I enjoy the Macy’s Thanksgiving Day Parade. What’s the story behind those tremendous balloons?

Curious in Connecticut

Dear Curious:
It takes dozens of people to control one of those balloons, and in a stiff wind they can actually become quite dangerous. No wait, I’m thinking of Willard Scott.


Dear Mr. Holiday:
What are “giblets”?

Cooking in Cambridge

Dear Cooking:
No one knows.


Dear Mr. Holiday:
I love finishing a huge Thanksgiving meal, heading straight into the living room, loosening my belt and watching football for the rest of the day as the stuffing congeals in my stomach cavity. But recently I began wondering: What are all the women talking about back in the kitchen while the guys watch football?

Suspicious in Scranton

Dear Suspicious:
This is one of the great mysteries of Thanksgiving. But I’m sure it’s not how they can’t believe they have to wake up every morning next to the likes of your fat, lazy self. They’re probably just comparing recipes.


Dear Mr. Holiday:
I was horrified recently to discover that the first Thanksgiving dinner was nothing like the Thanksgiving we have today. Is it really possible that the Pilgrims and Indians didn’t really have turkey and pumpkin pie?

Disillusioned in Denver

Dear Disillusioned:
Don’t worry your pretty little head off — of course the Pilgrims and Indians had turkey and pumpkin pie! Just like Columbus was a brave and gallant explorer rather than the harbinger of genocide and slavery to a proud indigenous people. Six of one, half-dozen of the other, I always say.

Granted, historians say the menu was probably more likely to include things like lobsters, mussels, grapes, plums and flint corn. However, some traditions have carried on: For instance, a Pilgrim woman named Constance Britteridge was credited with creating a delightful fruit centerpiece for the meal, based on a first-century fresco from Pompeii. Then she was arrested for securities fraud.


Dear Mr. Holiday:
What are you thankful for this Thanksgiving?

Grateful in Greenwich

Dear Grateful:
I’m thankful mostly for loyal, caring readers like you. No wait, I meant to say giblets.

Peter Chianca is a managing editor for GateHouse Media New England. He’s currently out shopping for giblets; his “Best of Chianca” column is from 2005. Follow him on Twitter at

Tuesday, November 16, 2010

AT LARGE Fake News Tuesday: Passengers On Disabled Cruise Ship Ate Crew, Each Other

LOS ANGELES (CAP) - A luxury cruise liner that limped into San Diego after a fire knocked out its power was lucky in many ways: a nearby Navy vessel came quickly with supplies, and the mishap occurred in tranquil waters. But that didn't stop its frantic passengers from descending quickly into panic, rioting, looting and eventually resorting to cannibalism.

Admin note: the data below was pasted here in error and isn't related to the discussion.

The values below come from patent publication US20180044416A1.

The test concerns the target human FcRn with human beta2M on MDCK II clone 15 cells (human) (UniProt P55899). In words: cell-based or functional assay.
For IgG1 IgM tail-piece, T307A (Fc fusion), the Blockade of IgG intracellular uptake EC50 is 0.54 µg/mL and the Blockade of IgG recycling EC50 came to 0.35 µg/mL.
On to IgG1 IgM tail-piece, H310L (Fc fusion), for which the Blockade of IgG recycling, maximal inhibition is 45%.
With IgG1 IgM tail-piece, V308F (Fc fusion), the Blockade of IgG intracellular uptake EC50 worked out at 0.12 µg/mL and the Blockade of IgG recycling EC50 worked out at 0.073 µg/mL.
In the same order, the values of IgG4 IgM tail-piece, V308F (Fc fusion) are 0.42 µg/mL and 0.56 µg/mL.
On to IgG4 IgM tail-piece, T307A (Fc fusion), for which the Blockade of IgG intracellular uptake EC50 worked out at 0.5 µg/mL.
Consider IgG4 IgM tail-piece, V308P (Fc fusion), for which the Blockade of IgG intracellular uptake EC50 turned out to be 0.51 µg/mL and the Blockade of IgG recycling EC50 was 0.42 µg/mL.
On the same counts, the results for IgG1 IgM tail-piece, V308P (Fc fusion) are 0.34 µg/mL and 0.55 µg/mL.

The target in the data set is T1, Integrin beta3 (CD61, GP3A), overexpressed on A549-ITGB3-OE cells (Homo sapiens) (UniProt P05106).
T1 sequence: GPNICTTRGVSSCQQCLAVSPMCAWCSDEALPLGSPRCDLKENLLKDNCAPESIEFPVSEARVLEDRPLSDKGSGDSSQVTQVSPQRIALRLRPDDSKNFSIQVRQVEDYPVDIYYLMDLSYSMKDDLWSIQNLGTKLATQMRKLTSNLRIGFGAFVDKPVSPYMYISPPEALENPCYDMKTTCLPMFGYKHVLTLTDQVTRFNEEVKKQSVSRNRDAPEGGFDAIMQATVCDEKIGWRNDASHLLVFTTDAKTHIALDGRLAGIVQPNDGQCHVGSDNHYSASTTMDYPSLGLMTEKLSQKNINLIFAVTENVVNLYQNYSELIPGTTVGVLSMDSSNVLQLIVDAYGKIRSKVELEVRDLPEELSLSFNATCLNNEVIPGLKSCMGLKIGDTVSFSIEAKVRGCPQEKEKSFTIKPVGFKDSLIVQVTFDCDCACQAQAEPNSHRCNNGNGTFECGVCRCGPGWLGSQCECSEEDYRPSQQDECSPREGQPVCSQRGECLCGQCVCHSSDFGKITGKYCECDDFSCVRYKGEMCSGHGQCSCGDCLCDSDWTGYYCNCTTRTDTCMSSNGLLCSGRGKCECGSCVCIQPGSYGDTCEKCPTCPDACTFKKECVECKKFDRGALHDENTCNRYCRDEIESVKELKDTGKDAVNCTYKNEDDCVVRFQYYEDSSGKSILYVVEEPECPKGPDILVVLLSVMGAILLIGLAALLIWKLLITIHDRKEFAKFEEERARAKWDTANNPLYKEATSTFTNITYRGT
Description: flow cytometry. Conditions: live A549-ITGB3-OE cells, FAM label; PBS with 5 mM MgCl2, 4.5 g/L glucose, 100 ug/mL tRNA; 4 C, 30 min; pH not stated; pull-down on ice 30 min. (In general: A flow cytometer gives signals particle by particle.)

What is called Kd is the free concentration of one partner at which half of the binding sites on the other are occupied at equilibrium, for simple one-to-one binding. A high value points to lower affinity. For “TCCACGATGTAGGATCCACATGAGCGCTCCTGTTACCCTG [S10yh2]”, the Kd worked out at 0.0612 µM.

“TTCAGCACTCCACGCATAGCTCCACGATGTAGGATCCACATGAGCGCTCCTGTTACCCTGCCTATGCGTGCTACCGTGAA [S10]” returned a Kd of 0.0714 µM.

"We were in decent spirits for the first few hours after the power went out," said Carnival Splendor passenger Carrie Whitehead, 32, of Chelmsford, Mass. "Then they announced the buffet was closed. That's when the deck chairs started going over the side."

Within hours, the passengers had formed into a number of tribe-like groups and staked out certain areas of the ship as their home turf, according to passenger Fred Ricker, 66, who banded together with the other senior citizens on board.

"You had all these young punks whining and crying because their cell phones weren't working," said Ricker, whose tribe of seniors ("The Otters") immediately took control of the Lido Deck, beating the younger passengers around the head and neck with shuffleboard cues.

"They wouldn't have lasted two seconds in 'Nam," said Ricker, his face still war-painted with oil squeezed from a tray of lox.

A nearby Navy vessel dropped a supply of Spam and other non-perishables aboard the ship on the first day of the ordeal, but by day two, a tribe calling themselves "The Sloths" was fomenting rebellion, according to a Carnival Splendor kitchen worker who asked not to be named.

"They had taken over the Grand Buffet dining room on the Promenade Deck, which is pretty much where they'd been spending the whole cruise anyway," said the worker, who explained that after two meals of Spam and Pop Tarts, the Sloths tied dinner napkins around their foreheads and stormed the kitchen, stampeding staffers and gorging themselves on shrimp and salmon that had gone unrefrigerated for two days.

"Between that and the fact that the ship's stabilizers were lost when the power went out, things got ugly pretty quickly," said the worker, whose co-workers were able to re-take the kitchen by pushing the rampaging passengers overboard as they leaned over the railing to vomit.

[Read the rest at CAP News.]

Wednesday, November 10, 2010

COLUMN: Eh, who needs a shower?

You may have heard of the “swag bags” that Hollywood stars get when they attend awards shows, containing tens of thousands of dollars worth of jewelry, electronics and vouchers for luxurious getaways. Being a journalist is sort of like that, except instead of jewelry and electronics, you get giant wipes you can use to clean the sweat off your children “when a shower isn’t feasible.” Or maybe it’s just me who gets those … I’ll have to ask Brian Williams the next time I see him.

Regardless, that’s what I found in my mailbox this week — free “review” samples of “Qwik Shower Gym Class Wipes,” aimed specifically at “active children, tweens and pubescent teens who get soiled, sweaty, stinky and self-conscious.” In other words, all of them, except for the boys ages 5-13, who don’t get self-conscious so much as proud. (“Smell that smell? I made that!”)

I speak from experience on that front, because I have a 9-year-old son who, as has been well documented previously in these pages, is somewhat of an aficionado of unpleasant bodily odors. Tim is sort of like a sommelier, except instead of wine he’s an expert in what comes out of your pores after two hours of playing lacrosse in an outfit that weighs three times your natural body weight.